[box cover]


As contemporary film noir-inspired caper movies go, 3-Way is certainly not as aggressively terrible as many of its cynical peers, but this is largely because the movie never tries to mimic the quirky humor that Quentin Tarantino used when he skillfully revived the genre in the 1990s. No, 3-Way is a strictly dour thriller with no frills, save the obligatory twists and turns, making its lack of quality unobtrusive and easy to tolerate. In fact, the movie is so low-maintenance that even its supposedly steamy sex scenes lack any sense of spirit, or danger, or fun. Based on the pulp novel Wild to Possess by Gil Brewer, the picture stars Dominic Purcell as Lew, a haunted sign-painter with a troubled past, living under the radar near Santa Barbara when he overhears two lovers discussing a kidnapping plot during an off-road tryst. Eager to make enough money to escape with his girlfriend (Joy Bryant), Lew figures he can make a cool million by subverting the abduction and holding the criminals' ambitions for ransom. A little (very little) detective work leads him to Isobel (Ali Larter), the sexy, scheming mistress to the shiftless idiot husband of a bitchy heiress (Gina Gershon). Lew pegs her as the brains of the operation, but his own shady past begins to catch up with him in the form of a mysterious thug (Dwight Yoakam), whose malevolent presence threatens to derail Lew's convoluted scheme. Director Scott Ziehl has an almost adequate sense of style (the editing in the opening scene, however, makes it a little tough to follow), but he fails to infuse any energy into the movie, and while Purcell has a decent leading man appearance, he is a terrible bore as an actor and balks at engaging the audience with the desperation required of noir anti-heroes. Larter, playing a sociopathic slut, loses the innocent sexiness that made her stand out in Varsity Blues, and she offers too little else as a performer (she sort of looks stoned during most of the movie). Meanwhile, fans of Gershon will be disappointed that her role is relatively minor and features no nudity or kinky sex, which have become her calling cards. Critics who hailed country star Yoakam's acting skills in Billy Bob Thornton's 1996 Sling Blade may want to reconsider their praise after this sad endeavor. Columbia TriStar presents 3-Way in a good anamorphic transfer (1.85:1) and Dolby Digital 5.1 audio. There are no extras, but there are subtitle tracks in eight languages. Keep-case.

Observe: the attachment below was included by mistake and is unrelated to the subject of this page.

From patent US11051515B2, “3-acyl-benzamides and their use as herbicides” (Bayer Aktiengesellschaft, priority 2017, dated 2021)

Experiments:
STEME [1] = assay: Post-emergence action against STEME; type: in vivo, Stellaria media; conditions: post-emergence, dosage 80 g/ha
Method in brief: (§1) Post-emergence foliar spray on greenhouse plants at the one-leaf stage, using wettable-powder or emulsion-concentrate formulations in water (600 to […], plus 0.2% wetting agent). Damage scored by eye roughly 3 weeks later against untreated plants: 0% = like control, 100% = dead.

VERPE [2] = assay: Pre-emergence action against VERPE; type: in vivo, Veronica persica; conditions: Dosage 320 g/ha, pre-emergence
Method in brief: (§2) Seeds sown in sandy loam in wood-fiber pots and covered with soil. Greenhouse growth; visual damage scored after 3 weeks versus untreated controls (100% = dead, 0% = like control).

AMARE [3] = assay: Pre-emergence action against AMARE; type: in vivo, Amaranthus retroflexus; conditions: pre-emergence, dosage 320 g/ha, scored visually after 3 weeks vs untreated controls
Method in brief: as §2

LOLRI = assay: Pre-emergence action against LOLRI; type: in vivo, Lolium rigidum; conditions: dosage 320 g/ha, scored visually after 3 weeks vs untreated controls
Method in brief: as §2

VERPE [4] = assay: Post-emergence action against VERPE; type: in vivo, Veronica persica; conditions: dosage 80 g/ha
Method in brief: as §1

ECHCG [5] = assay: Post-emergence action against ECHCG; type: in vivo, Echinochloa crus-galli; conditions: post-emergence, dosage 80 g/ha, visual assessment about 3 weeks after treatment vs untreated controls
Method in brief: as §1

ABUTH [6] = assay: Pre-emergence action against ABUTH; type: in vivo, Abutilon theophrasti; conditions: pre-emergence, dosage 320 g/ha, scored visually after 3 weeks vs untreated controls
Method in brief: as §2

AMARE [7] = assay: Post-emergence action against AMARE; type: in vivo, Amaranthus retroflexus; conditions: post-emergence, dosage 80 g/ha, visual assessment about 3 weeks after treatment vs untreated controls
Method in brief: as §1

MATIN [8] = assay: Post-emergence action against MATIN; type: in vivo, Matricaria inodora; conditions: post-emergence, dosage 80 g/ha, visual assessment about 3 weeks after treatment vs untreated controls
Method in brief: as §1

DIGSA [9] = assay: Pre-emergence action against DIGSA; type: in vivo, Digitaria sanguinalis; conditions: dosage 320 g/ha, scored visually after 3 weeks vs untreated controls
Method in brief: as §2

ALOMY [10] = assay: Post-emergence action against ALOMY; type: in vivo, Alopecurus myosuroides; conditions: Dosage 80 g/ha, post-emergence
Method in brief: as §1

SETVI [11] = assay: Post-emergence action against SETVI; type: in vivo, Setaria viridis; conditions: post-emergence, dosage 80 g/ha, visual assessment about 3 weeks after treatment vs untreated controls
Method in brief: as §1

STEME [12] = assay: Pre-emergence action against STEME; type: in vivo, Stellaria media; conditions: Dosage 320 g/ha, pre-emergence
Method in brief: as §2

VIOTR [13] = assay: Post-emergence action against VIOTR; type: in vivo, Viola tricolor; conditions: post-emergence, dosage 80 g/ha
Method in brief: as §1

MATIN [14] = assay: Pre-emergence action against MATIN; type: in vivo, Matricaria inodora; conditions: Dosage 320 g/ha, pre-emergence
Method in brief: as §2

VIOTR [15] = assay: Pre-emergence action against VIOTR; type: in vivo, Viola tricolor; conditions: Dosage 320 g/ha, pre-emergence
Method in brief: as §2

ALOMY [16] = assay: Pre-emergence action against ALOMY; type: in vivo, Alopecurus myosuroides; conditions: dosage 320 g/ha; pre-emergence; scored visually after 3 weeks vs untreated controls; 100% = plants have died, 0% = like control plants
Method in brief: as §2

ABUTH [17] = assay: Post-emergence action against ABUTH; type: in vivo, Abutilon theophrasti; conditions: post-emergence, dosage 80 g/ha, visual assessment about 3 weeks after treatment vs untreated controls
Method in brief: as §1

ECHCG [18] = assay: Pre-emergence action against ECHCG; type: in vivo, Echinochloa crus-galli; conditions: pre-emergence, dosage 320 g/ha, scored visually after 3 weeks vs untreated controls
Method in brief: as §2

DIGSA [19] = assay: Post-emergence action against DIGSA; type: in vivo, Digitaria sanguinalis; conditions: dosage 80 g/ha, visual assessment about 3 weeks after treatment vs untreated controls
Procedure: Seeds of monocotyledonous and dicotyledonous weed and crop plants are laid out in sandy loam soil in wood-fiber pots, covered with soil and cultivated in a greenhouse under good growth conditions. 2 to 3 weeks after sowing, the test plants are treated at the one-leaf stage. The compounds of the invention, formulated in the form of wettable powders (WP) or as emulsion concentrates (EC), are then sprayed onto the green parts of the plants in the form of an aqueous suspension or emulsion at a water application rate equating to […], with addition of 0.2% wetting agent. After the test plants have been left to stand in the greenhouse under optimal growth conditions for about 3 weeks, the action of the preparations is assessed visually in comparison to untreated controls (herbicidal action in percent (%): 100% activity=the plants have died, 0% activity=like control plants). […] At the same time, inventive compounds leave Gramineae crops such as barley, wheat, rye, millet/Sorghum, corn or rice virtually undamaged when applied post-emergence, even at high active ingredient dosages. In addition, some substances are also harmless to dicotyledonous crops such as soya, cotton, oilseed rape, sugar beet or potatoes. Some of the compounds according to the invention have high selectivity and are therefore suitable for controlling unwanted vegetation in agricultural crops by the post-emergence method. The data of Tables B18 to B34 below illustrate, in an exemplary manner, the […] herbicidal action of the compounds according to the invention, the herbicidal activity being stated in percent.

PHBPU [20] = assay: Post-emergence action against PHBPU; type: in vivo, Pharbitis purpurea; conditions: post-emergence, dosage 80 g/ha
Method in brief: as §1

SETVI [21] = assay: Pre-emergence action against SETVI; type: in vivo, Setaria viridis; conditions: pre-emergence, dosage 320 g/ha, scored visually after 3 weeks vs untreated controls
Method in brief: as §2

—Gregory P. Dorr

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